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Arranging Cubes

Stage: 1 and 2 Challenge Level: Challenge Level:1

Arranging Cubes


This is one of a series of problems designed to develop learners' team working skills. Other tasks in the series can be found by going to this article.
image for cubes

What are you aiming to do?

For the task:

  • The team has to recreate a 2-D arrangement of cubes which matches all the information on their cards without showing each team member's information to anyone else.

As a team:

  • Allowing everyone to contribute
  • Listening
  • Asking questions and finding out what others think
  • Sharing knowledge and reasoning
  • Reflecting and making use of what has been said
  • Coming to a consensus

Getting started

You will be working in a team of four. Ensure that you have plenty of red, green, yellow and blue cubes. You cannot use paper or pencil to help you because you need to listen to what others have to say.

Discuss how you will work together and share your ideas.

Put the pile of 8 cards face down in the centre of the table.

Tackling the problem

Each member of the team takes a card from the pile in turn (enough for two cards each).

Rules

  • Team members cannot show their cards to anyone else on the team.
  • A team member can describe what is on each of their cards.
  • Team members can ask questions to help them make sense of what is on their cards, or on someone else's cards.
  • The task is complete when everyone agrees that the arrangement they have made matches everything that is on their cards.

If you have an observer, they might find the following list of things to look for helpful and feed back to the team at the end of the task.
  • Check that no one reveals their card or writes anything down.
  • Identify points where team members share knowledge and reasoning, and listen to each other.
  • Identify points where team members make decisions together.
  • Note whether all members of the team are involved.

Why do this problem?

This task encourages the development of team-working skills such as listening, asking questions, finding out what others think, reflecting and making sense of what has been said, and eventually coming to a consensus. If you wish to learn more about these skills and find other team-building tasks look at this article.

In addition learners are expected to use precision in describing an arrangement of objects.


Possible approach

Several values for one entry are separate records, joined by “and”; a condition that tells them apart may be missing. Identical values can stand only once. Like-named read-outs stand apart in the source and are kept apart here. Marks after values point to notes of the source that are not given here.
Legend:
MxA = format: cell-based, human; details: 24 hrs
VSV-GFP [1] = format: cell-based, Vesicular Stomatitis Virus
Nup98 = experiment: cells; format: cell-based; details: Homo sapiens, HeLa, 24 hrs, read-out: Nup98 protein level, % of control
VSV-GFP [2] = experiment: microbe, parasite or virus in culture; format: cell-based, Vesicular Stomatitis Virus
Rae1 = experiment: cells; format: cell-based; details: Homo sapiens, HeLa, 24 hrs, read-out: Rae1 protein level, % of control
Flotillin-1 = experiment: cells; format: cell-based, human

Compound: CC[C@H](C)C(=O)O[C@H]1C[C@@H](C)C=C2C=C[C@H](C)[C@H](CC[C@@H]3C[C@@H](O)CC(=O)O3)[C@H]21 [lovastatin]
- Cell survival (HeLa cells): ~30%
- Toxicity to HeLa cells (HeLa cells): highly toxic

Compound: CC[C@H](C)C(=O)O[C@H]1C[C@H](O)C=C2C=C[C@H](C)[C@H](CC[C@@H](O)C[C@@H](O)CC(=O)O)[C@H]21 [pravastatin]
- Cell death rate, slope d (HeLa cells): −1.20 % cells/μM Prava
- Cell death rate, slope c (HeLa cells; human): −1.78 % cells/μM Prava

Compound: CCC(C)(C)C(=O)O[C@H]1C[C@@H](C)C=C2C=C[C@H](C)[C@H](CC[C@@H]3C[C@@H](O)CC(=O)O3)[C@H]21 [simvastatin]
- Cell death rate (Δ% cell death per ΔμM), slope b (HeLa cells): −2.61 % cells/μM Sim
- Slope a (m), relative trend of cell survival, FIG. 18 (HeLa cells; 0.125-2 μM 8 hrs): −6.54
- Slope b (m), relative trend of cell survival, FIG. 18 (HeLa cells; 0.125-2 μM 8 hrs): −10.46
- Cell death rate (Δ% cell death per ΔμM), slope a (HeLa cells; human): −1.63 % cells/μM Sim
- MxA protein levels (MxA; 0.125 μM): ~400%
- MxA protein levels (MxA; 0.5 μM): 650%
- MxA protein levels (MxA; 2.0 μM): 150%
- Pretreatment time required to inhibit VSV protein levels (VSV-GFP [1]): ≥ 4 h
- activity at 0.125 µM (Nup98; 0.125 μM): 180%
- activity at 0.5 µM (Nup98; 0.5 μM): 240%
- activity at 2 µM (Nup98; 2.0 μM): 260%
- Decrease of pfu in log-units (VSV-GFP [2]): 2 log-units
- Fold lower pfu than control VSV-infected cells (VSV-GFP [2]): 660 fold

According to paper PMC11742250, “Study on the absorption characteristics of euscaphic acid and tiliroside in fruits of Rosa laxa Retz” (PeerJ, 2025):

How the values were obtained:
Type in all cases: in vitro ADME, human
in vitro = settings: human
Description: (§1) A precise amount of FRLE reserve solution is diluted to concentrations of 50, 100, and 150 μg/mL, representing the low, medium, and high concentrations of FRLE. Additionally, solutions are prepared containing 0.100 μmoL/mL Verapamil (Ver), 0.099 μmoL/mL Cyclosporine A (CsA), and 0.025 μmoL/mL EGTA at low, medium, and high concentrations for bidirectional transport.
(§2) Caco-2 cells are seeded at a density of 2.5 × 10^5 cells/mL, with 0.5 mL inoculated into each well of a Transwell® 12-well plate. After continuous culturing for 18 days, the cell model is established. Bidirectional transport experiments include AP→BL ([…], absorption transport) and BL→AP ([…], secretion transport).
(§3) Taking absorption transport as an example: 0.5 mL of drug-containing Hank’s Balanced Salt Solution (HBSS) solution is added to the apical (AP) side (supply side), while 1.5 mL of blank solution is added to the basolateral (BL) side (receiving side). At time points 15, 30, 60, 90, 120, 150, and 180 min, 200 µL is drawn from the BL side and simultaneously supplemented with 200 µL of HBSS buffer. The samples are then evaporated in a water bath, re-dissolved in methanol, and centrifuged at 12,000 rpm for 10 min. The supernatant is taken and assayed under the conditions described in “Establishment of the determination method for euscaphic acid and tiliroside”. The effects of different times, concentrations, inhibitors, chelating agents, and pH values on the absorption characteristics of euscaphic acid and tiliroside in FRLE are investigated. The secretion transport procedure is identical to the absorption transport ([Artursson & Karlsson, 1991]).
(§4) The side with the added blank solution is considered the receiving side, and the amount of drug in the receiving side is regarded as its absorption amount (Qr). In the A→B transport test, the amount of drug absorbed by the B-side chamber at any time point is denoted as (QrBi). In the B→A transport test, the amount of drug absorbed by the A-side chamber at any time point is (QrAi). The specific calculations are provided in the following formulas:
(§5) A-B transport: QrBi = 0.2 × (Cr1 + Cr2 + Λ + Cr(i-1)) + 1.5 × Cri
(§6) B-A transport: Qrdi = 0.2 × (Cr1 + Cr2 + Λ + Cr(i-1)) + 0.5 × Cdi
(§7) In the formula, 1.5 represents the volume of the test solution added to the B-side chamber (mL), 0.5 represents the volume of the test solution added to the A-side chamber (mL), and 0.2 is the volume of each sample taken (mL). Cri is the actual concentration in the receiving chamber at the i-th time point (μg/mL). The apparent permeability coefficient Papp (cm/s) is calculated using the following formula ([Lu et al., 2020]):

The task is based on a team of four plus an observer.
You will need a collection of red, green, yellow and blue cubes or the equivalent.

Explain the rules before any equipment is handed out as it is important that teams do not look at each other's cards or make notes to help them remember what has been said. This emphasises the idea that everyone has a part to play and reduces the chance of one person taking over the problem and leaving others with nothing to do.

It is good to have an observer in this task but, if this is not possible, the observer checklist might make a good starting point for you to use for feedback.

The cards can be found here.

NOTE that the card with an array of white cubes indicates the layout of the cubes.

When teams have finished working on the task it is important to spend time asking them to discuss in groups, and then as a whole class, how well they worked as a team, what they have learned from the experience and what they would do differently next time. Your own observations, as well as those of observers, might inform the discussions.

Why not let us know how the children have got on with their group-working skills by clicking on the 'Submit a solution' link?


Key questions

  • Has anyone got a card that they think has a useful piece of information to start with? Can you expain why this is a useful card?
  • Have you used all the information you have been given?
  • How well did you listen to others in your group?
  • How easy was it to share what you knew?


Possible extension

Learners may like to try one of the other 'All for one' tasks. Other team-building tasks can be found by going to this article.


Possible support

Learners can reveal one (or more) of their cards at a time. Other team-building tasks can be found by going to this article.